In the evening newspaper, Star of Mysore, reader K. Radha Chengappa writes:
“The truth is revealed by late N. Kasturi in his book Loving God, page 76 (early 1920), where he refers to his colleague Dr. M.V. Gopalaswamy of Maharaja’s College, Psychology Department.
“He writes that Dr. MVG had bought a mini Philips transmitter and desired to use it to broadcast educational programmes for the common man an hour everyday. After some years, he managed to secure permission to use short wave transmission programmes.
“For this project, he had roped in Kasturi and when he wanted an Indian word for the broadcasting station, Kasturi’s choice was Akashvani and this word stuck for AIR (All India Radio).”
Or was it Rabindranath Tagore who is supposed to have done so “in the 1930s”?
Photographs: courtesy Akashavani Mysore platinum jubilee souvenir
E.R. RAMACHANDRAN writes: The visit of the 44th president of the United States of America, Barack Obama, and his wife, Michelle, was covered by the Indian media in a way reserved historic occasions like the sinking of the Titanic or the invention of penicillin would have been, if only there was 24×7 television.
Everything else that happens in our wide and wonderful land—and everything that is conveyed to us as “Exclusive-Breaking News-Flash-First On” in normal times—was summarily relegated to nanosecond bits before the weather forecast, or bunched together ‘in other news’.
As if nothing else mattered.
If ever there was an overdose of verbal and visual onslaught on, this was one.
Channel after channel, hour after hour, minute after minute, spewed forth raw and unprocessed data of every bit of the Obamas’ three-day trip as if there was no tomorrow. Thankfully, secret service didn’t allow cameras to record and beam footage after the couple retired for the night.
Studio discussions with a pantheon of “experts”—who were seeing the action on TV screens like the rest of us, normal folk, but who were duty-bound to say something wise and illuminating at the same time—only aggravated the national headache enveloping the country.
The newspapers were no different, devoting page after dedicated page.
Truth to tell, fawning over celebrities, especially visiting dignitaries, has been a national obsession for a long time, with ‘Athithi Devo Bhava’ being taken to ridiculous lengths to make the visitor feel at home. But do we have to lose our head and bend our backs as if we have no spine?
When our prime minister visits foreign countries, especially the US, his stay and activities get reported on page 4 of section 2, in the sixth column, for a grand total of 150 words.
Even at the height of the East Pakistan war, prior to the formation of Bangladesh, when Indira Gandhi visited the United States to convince President Richard Nixon, all she was accorded was page 32 or something in the Washington Post.
Walter Cronkite on CBS news or Chet Huntley and David Brinkley on NBC would not give more than 60 seconds on their prime time news, and here we were covering what was essentially a trade trip by a Nobel laureate with vanishing aura back home, as if our lives depended on it.
Despite the gains of the renewed friendship being trumpeted by our networks ad nauseam, Manmohan Singh still barely gets a minute or two in the US media, both electronic and print media. Shouldn’t be there some kind of reciprocity, or a semblance of balance?
Every student in India knows by now that Michelle Obama can play hopscotch and that she studied in Harvard law school. And that she is a better dancer than he.
How many of us in India know that Gurusharan Kaur (that is the PM’s wife for you) is a trained teacher? That she can sing keertans and she has sung on All India Radio many a time? Do US networks ask her play hopscotch in Washington and make her sing on TV when the Singhs are visiting?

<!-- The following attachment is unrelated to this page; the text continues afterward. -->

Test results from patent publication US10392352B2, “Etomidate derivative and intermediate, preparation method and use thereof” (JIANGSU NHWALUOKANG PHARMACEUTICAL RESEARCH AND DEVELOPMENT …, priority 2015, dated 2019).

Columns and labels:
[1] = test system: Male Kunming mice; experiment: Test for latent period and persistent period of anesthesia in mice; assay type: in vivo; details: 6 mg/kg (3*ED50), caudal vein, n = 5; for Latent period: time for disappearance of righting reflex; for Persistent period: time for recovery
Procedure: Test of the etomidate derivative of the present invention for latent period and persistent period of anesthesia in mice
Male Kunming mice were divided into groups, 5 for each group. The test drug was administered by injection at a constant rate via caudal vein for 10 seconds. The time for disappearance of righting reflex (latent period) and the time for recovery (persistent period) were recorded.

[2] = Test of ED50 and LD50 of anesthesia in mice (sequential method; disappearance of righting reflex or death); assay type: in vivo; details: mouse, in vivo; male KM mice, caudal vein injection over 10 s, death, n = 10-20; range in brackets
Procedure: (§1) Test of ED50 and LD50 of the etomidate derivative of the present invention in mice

No doubt, the Obamas are well educated and enlightened and make a nice couple. But where is the sense of discretion from our media who went crazy for three days lock, stock and smoking gun?
How The Hindu reported the birth of India’s public television broadcaster 50 years ago. The terrestrial station went on air on 15 September but the report appeared in the newspaper two days later.
Launched under the banner of All India Radio (AIR), it later attained its own brandname, Doordarshan. DD’s trademark signature, first brought to life by Ustad Ali Ahmad Hussain Khan, was later improvised upon by the sitar maestro Pandit Ravi Shankar.
“The experimental television service of All India Radio, inaugurated by President Rajendra Prasad on September 15 at the Vigyan Bhavan is the first in South-East Asia. The TV station, equipped with four cameras, a 500-watt transmitter and other apparatus costing about rupees four lakhs, is housed in a single room on the fifth storey of Akashvani Bhavan, an annexe of the radio station, from where the programmes will be relayed twice every week within a radius of twelve miles.”
As a broadcaster mandated to serve the public, arts and culture, especially high arts and culture, was the backbone of both AIR and DD till the arrival of satellite television.
Below is the theme music of Surabhi, Doordarshan’s weekly arts and culture show hosted by Siddharth Kak.
sans serif records the demise of P. Mahadevaiah, a former news reader for All India Radio and Radio Moscow, in Mysore on 12 March 2009.
A long-time resident of Gokulam, “Moscow Mahadevaiah”, as he was fondly known, was a figure of awe for young boys playing cricket in the triangular park opposite his home in the pre-liberalisation India of the 1980s.
Doordarshan, the State-owned television channel in India, is reporting the death of Pratima Puri, the channel’s first news reader, when it went on air in 1959.
Born Vidya Rawat, Puri belonged to a Gorkha family settled at Laal Paani in Simla, the capital of Himachal Pradesh, according to a report in The Tribune earlier this year.
She worked at the All India Radio (AIR) station in Simla before being transferred to New Delhi when AIR telecast its first television news bulletin on September 15, 1959, from a makeshift studio in the capital.
“Good-looking and good-voiced (sic) Pratima was selected as an announcer, maybe a newsreader, but was definitely the first face on the small screen in India,” the Tribune report said.